• This eighth offering by New Zealander Jones (e.g., The Book of Fame ) follows the early years of teenage protagonist Matilda on a remote island off the coast of Papua New Guinea. Matilda's father takes a job with an Australian mining company, leaving Matilda and her mother behind on the island. Meanwhile, the village's lone white occupant appoints himself local schoolmaster, with his first lesson being a yearlong recitation of Dickens's Great Expectations , whose themes of estrangement and personal metamorphosis mirror Matilda's story. When rebellion ferments on the island, the central authorities impose a naval blockade, cutting off the inhabitants from the outside world. As government soldiers move against villages sympathetic to the rebels, Matilda must choose between remaining on the island or striking out for Australia in search of her father. Despite surprising plot twists and delightfully eccentric personalities, there are moments when Jones's characters speak with the author's voice rather than their own. In the end, however, this book addresses ideas of place and homesickness with conviction, making it a worthwhile read. Recommended for public libraries. [See Prepub Alert, LJ 4/15/07.]—Chris Pusateri, Jefferson Cty. P.L., Lakewood, CO --Chris Pusateri (Reviewed July 15, 2007) (Library Journal, vol 132, issue 12, p78)
  • Bringing Great Expectations to desperate children ravaged by revolution, an eccentric teacher becomes a martyr to literature and transforms the prospects of a strong-willed girl. He's actually "Mr. Watts." But so identified does he become with Dickens' wondrous coming-of-age narrative that he's known as "Mr. Pip." Jones (Paint Your Wife, 2004, etc.) juxtaposes this English exile, married to a native black woman and now the last white man on an unspecified Survivor-style island, with teenaged Matilda, his most eager student. He's a stopgap professor, really, just volunteering to instruct 20 kids, seven to 15 years old, who gather for shelter from the war between the "redskins" and the "rebels." A long-bearded Scheherazade in a white linen suit, Watts draws out the telling of Dickens' classic to the children and soon we have the age-old tale: story as balm, spell, savior. He also invites the island mothers in for show 'n' tell: chances to share their wisdom. They offer fishing tips; rhapsodies of the sea; and one tells of a woman who "once turned a white man into marmalade and spread him onto her toast." That tale spinner is Matilda's mother, and she becomes Watts's rival, her pidgin Bible contrasting his Victorian tale; she is imperiled nature; he's threatening culture. He reminisces about "the smell of fresh-mown grass and lawnmower oil"; she fears the capture of her daughter's soul. And yet in time, for Matilda's sake, the pair negotiate a tremulous peace—one soon savaged by murder, as the redskins descend. As the revolution intensifies, the schoolhouse burns, along with Great Expectations. And Watts's last injunction to his students is that they rebuild the story orally, for themselves, piece by piece. A little Gauguin, a bit of Lord Jim, the novel's lyricism evokes great beauty and great pain. (Kirkus Reviews, July 1, 2007)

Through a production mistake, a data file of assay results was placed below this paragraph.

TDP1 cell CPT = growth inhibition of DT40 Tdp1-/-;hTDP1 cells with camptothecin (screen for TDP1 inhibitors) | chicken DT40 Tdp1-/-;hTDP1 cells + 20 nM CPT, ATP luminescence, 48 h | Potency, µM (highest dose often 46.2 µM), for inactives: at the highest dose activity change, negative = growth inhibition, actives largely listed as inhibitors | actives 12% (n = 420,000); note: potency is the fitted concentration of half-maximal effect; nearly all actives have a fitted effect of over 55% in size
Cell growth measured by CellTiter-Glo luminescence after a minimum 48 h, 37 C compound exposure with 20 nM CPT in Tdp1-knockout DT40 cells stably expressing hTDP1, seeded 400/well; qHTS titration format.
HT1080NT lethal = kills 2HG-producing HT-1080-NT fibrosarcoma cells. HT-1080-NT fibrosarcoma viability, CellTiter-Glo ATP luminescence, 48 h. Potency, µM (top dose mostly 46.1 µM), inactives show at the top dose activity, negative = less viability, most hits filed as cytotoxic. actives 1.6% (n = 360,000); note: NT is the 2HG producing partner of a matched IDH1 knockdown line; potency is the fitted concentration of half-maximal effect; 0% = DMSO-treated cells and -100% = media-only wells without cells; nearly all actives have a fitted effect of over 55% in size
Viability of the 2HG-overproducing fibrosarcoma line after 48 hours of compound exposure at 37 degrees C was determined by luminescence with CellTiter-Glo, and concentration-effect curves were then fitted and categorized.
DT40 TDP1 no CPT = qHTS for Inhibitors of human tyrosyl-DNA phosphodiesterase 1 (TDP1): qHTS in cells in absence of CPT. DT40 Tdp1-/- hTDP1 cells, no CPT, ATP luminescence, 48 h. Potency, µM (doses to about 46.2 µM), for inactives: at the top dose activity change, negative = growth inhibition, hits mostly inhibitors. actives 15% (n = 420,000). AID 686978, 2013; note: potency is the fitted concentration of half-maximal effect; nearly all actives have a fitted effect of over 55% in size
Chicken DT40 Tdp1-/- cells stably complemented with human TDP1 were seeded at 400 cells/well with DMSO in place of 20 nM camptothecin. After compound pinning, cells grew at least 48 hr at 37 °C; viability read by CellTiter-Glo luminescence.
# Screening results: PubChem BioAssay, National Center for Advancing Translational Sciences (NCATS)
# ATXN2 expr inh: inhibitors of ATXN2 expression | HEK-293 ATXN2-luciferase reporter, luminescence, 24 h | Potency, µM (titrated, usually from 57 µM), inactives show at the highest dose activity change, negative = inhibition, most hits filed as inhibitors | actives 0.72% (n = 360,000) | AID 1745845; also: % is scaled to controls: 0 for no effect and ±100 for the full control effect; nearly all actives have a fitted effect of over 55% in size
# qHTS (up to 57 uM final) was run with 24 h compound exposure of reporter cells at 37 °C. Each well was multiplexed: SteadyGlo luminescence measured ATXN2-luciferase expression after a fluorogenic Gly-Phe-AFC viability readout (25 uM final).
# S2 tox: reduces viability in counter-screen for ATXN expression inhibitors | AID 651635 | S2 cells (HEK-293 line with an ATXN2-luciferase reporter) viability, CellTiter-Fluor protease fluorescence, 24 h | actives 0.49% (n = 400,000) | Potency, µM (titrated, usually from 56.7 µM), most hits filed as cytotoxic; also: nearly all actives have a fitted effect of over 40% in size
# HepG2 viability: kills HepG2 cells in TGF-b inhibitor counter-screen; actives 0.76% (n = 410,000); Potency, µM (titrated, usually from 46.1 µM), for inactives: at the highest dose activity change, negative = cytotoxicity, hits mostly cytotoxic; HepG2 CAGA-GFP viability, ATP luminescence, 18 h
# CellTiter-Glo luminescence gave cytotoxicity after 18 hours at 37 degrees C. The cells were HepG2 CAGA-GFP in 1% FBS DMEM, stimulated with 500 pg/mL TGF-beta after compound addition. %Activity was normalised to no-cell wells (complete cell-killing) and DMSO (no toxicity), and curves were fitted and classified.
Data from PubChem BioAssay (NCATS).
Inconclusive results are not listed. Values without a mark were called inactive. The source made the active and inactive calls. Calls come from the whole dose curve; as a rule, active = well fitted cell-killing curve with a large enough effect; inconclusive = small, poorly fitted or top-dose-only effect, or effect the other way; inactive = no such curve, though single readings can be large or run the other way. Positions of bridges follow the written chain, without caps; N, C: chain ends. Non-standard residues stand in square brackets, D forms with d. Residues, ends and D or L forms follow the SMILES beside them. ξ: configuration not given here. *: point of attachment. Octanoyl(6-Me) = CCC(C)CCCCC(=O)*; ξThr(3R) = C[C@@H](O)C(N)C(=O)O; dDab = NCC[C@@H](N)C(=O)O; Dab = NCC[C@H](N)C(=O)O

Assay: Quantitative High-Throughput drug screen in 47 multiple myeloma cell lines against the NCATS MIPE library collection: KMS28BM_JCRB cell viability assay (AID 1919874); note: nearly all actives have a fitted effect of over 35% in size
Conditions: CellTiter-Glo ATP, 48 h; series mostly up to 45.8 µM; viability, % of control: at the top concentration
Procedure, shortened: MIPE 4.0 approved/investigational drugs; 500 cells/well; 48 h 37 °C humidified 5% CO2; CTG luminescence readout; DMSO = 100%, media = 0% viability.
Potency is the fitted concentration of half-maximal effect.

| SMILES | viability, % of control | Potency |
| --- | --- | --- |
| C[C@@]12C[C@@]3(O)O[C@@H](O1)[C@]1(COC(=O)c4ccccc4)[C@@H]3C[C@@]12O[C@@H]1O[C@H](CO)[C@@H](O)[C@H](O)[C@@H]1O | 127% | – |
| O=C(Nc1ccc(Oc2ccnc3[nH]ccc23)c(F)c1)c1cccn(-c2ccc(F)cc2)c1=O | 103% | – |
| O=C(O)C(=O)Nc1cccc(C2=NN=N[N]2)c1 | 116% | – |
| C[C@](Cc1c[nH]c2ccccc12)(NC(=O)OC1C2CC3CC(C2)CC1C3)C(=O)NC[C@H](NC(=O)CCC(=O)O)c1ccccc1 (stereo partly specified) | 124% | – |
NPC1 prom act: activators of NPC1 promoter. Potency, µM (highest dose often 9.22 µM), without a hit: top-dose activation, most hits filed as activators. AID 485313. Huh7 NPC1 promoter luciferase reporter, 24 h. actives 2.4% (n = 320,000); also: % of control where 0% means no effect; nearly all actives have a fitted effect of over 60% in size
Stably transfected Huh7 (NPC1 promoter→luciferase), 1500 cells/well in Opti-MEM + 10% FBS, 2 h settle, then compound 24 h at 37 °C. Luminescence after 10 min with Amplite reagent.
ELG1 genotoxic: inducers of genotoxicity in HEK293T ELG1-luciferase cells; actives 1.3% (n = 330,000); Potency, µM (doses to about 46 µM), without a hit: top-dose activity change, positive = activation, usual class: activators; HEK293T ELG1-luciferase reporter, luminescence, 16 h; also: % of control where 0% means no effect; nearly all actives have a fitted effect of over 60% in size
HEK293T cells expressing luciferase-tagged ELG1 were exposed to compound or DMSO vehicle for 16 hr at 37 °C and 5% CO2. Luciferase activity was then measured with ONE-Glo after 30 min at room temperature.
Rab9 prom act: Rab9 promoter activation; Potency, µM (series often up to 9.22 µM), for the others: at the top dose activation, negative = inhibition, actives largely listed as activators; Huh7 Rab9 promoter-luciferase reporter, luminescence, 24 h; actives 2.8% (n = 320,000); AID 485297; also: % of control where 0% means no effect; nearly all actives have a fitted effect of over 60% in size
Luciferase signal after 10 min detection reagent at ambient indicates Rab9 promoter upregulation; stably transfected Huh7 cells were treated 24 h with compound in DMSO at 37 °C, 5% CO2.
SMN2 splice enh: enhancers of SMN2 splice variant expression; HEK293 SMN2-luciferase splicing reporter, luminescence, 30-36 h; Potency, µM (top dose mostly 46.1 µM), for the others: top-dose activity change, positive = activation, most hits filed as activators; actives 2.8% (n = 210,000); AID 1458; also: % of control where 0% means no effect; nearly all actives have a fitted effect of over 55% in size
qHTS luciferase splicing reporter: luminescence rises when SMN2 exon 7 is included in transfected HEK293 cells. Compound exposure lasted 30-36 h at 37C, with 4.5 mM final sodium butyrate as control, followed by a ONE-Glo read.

Jones, Lloyd
no index present
Literary form
  • Books and reading
  • Storytelling
Mister Pip, Lloyd Jones
System control number
(Sirsi) i9781921145575
Mister Pip, Lloyd Jones
System control number
(Sirsi) i9781921145575